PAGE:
Slayer’s impact throughout the metal community is undeniable, and if there’s any day other than 6/06 that should be a national holiday, why not extend the 4th of July an extra day and give Slayer a second holiday? That’s the release of their fourth full-length record South of Heaven which was released on July 5th of 1988.
South of Heaven it’s among the most important records in Slayer’s career due to the slight change of sound they needed after the release of their opus Reign in Blood. It was also the band’s first album where they purposely decided to slow down their songwriting just to offset their live set and not play at full speed the entire time.
The album was produced by Rick Rubin, who also helped them produce their previous album, shaping the sound the band has been known for since with their studio albums, even though they’ve stopped using Rubin. At the time the band decided to write a new record, the band discussed closely the creative process of it with full knowledge on the challenge to top Reign in Blood.
“To contrast the aggressive assault put forth on Reign in Blood, Slayer consciously slowed down the tempo of the album as a whole. They also added elements like undistorted guitars and toned-down vocal styles not heard on previous albums. Some critics praised the album as demonstrating Slayer’s desire to grow musically and avoid repeating themselves. But the new sounds disappointed some of the band’s fans who were more accustomed to the style of earlier releases.”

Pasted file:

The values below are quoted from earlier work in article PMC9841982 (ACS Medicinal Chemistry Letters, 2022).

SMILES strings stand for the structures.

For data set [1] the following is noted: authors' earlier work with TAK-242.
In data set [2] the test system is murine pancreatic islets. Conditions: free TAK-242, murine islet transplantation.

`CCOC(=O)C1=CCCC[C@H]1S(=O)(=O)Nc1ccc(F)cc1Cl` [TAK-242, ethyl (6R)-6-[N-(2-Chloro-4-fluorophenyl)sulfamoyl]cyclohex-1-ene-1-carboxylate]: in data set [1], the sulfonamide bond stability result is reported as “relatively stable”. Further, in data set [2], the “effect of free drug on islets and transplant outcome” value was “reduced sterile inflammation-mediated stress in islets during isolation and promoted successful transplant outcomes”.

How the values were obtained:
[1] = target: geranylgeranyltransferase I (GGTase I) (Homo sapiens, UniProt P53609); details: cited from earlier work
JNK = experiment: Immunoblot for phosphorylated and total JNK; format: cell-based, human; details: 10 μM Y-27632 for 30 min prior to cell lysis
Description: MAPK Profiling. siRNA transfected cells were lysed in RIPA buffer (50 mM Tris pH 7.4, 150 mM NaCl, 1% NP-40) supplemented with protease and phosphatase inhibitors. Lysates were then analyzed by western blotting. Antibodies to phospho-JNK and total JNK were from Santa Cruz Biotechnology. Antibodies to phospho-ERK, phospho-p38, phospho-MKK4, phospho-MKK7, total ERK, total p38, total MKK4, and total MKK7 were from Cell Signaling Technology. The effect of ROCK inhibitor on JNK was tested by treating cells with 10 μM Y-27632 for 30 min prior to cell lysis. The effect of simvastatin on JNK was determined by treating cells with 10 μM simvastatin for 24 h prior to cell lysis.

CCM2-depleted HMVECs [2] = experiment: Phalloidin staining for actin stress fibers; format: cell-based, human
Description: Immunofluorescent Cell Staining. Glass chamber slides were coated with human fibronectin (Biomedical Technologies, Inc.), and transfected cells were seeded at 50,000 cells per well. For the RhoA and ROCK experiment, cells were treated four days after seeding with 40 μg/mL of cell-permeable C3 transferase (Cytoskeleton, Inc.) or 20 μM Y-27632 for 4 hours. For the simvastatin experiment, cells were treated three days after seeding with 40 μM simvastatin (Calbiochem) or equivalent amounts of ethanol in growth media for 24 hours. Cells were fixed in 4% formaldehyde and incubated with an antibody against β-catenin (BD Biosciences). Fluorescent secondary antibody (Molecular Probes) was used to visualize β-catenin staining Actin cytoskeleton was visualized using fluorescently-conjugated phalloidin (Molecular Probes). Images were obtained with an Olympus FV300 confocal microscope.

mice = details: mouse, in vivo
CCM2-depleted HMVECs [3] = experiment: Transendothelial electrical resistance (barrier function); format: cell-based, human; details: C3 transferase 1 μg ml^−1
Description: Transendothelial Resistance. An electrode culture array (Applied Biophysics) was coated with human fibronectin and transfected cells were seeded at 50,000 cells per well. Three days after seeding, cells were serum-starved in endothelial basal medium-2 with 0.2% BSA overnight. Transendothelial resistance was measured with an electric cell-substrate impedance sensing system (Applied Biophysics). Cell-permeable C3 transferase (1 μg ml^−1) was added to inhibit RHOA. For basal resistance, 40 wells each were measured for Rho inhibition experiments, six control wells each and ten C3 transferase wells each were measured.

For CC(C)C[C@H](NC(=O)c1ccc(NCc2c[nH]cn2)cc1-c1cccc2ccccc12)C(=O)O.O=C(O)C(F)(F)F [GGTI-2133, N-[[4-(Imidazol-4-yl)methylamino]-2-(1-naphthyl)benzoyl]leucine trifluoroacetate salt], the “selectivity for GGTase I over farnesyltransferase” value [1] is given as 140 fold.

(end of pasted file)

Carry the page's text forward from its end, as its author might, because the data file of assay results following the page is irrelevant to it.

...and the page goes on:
As previously mentioned, the album was met with polarizing reviews by fans and critics, mainly due to the expectations created after releasing Reign in Blood, but that didn’t have a negative effect on its sales. The record made it to number 57 on the Billboard 200 album chart, and on November 20, 1992, became Slayer’s second album to be certified gold in the United States.
Surprisingly, one of the album’s toughest critics was guitarist Kerry King himself, who’s openly expressed his distaste for the album in comparison to their other work:
“When South of Heaven came out, I didn’t like it as much as Reign in Blood, because I think Tom backed off too much with his singing—or should I say, added too much singing. Honestly, it’s one of my least favorite Slayer albums. And we never play “Behind the Crooked Cross” because Jeff hates it. It’s not my favorite song, but I’ve always wanted to play it because it’s got a cool intro. But that’s fine—there are songs that he wants to play that I always shoot down.”
[…]That album was my most lackluster performance. I had just gotten married and moved to Phoenix, so I was probably the odd man out at that point, and I’m sure I didn’t participate as much because of that.”
The album’s influence goes far within the metal scene, particularly with tracks like “Mandatory Suicide,” “Silent Scream,” or its title track which have been covered by bands like Decapitated, Vader and even Korn. While it’s not praised as much as its predecessor, the record is still deemed to be one of Slayer’s “most intelligent” records.
It’s undeniable the impact Slayer has done to metal in the early days and even a record that wasn’t able to top their best, still gets praised as one of the most important albums in American thrash metal and after 28 years out, its recognition hasn’t stopped. Take a listen and see it for yourself.